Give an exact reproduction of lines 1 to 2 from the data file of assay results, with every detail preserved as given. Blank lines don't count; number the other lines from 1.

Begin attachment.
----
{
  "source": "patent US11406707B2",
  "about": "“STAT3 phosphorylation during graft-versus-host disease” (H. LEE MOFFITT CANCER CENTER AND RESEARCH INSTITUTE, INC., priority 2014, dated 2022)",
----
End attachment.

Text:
{
  "source": "patent US11406707B2",